“A real risk exists that commitments made in Rio [de Janeiro] will remain empty promises without effective monitoring and accountability.”

The Rio+20 conference, to be held from 20 to 22 June in Brazil, is expected to lay the foundation for a set of global sustainable development goals to complement and strengthen the UN Millennium Development Goals (MDGs), the anti-poverty and social development targets that have an achievement deadline of 2015.

“Learning from the mistakes of the Millennium Development Goals, the new sustainable goals must integrate the full range of human rights linked with sustainable development, and human rights must be the benchmark for whether or not inclusive, equitable and sustainable development is occurring,” the independent experts said.

Two decades after the UN Conference on Environment and Development in Rio de Janeiro, and 10 years after the World Summit on Sustainable Development in Johannesburg, South Africa, the mounting effects of climate change and environmental degradation have raised the stakes, they said. Both the goals to be elaborated in Rio and the means of reviewing progress must be based on human rights, they added.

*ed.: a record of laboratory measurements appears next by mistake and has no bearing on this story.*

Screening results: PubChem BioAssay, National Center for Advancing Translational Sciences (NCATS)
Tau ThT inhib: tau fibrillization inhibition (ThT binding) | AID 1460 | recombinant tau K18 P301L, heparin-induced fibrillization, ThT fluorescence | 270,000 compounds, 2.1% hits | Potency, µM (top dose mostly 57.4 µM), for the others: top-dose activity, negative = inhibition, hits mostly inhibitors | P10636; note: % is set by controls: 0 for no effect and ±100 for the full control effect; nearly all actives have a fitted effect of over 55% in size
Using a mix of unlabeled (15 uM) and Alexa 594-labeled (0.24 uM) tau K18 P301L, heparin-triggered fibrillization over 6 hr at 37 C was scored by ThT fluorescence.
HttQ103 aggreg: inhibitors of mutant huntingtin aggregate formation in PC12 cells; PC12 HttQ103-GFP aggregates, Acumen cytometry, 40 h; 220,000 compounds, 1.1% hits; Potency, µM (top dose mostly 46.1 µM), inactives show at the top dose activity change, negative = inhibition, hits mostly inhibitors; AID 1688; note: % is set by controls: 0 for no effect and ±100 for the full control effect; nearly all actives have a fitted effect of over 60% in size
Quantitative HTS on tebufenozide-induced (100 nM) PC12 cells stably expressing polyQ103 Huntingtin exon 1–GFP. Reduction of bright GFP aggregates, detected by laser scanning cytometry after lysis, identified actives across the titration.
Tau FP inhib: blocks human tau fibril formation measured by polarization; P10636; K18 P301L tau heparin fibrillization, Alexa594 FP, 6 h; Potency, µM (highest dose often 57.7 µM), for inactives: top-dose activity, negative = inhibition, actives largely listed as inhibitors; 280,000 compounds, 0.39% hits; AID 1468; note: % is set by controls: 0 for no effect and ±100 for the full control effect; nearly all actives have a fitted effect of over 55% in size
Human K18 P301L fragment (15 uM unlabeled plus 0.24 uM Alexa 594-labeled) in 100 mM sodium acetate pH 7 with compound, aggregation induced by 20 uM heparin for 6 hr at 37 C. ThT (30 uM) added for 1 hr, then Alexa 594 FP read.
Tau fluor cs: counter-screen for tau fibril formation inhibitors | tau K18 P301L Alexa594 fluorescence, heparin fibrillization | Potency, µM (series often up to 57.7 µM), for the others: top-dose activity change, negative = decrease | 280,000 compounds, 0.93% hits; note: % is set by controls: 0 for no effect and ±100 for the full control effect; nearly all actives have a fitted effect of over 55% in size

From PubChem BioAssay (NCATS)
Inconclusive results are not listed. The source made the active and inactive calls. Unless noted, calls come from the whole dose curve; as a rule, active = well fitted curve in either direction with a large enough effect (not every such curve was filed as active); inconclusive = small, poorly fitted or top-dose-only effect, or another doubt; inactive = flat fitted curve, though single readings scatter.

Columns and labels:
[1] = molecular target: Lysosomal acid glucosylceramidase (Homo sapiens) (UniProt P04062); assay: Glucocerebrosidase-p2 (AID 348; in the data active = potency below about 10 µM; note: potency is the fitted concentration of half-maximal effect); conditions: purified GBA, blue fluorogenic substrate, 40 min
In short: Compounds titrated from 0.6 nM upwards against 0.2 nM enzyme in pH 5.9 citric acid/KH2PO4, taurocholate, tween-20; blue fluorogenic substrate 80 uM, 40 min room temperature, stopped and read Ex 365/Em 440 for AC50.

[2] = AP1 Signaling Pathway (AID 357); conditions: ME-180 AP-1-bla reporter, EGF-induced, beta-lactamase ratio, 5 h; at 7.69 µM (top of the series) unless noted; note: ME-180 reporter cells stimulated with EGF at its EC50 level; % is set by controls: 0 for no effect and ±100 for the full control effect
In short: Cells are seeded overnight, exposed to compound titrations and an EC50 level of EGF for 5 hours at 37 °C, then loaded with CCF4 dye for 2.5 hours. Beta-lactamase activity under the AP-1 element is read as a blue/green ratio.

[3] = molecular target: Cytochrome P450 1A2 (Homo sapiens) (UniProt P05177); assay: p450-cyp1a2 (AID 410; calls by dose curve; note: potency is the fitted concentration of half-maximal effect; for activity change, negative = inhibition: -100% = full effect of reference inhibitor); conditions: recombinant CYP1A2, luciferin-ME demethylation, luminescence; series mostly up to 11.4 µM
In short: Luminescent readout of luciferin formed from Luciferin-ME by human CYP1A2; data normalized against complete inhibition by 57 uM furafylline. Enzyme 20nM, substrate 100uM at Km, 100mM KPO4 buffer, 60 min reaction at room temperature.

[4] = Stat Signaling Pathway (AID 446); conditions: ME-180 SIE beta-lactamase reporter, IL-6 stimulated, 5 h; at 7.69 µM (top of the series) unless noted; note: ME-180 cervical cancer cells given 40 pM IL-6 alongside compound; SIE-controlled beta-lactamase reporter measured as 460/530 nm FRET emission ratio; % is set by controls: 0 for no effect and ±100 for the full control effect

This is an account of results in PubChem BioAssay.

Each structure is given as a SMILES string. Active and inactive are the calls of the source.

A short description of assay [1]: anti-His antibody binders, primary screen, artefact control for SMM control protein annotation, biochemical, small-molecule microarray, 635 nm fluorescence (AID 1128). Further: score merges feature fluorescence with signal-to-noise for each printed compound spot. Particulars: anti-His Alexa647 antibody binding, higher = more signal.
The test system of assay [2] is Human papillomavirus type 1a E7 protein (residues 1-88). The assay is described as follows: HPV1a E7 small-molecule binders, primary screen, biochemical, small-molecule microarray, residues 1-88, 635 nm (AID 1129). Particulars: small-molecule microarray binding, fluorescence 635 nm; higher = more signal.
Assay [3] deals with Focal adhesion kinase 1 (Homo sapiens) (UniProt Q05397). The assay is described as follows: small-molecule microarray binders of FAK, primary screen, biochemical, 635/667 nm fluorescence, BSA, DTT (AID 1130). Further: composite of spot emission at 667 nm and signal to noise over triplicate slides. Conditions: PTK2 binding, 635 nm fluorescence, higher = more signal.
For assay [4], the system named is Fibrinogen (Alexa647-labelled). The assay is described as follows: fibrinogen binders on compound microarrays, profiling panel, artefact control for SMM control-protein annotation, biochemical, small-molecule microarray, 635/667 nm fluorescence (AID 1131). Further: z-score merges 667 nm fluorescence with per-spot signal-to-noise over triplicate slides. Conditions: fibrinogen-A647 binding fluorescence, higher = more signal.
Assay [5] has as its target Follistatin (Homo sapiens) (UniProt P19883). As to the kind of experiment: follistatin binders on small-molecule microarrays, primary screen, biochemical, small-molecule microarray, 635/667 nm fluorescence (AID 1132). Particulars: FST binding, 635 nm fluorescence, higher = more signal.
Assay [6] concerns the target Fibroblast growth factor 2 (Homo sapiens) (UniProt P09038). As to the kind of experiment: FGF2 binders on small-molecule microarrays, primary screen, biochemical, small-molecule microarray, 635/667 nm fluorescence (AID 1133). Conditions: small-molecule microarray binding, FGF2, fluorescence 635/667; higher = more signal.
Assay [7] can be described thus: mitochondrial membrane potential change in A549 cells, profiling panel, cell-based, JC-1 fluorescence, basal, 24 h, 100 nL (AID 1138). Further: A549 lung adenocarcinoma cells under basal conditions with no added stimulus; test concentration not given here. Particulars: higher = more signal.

“Human rights have guided 60-plus years of progress by providing a legal baseline for political actions. Human rights must now be the glue in Rio: they must bind countries to the commitments they make. States have an opportunity in Rio to create the transformative changes needed or else fare no better than in previous global attempts in this regard.”

They suggested that Rio+20 establish an international accountability mechanism similar to the UN Human Rights Council’s Universal Periodic Review, which subjects each country’s human rights record to a State-led peer review on the basis of information submitted by the country concerned, UN entities, civil society and other stakeholders.

At the national level, governments should establish their own national accountability mechanisms, including independent monitoring and civil society participation, in order to evaluate progress towards achieving the sustainable development goals.

“Science tells us that we are reaching a set of environmental tipping points. We must therefore make Rio+20 the political tipping point.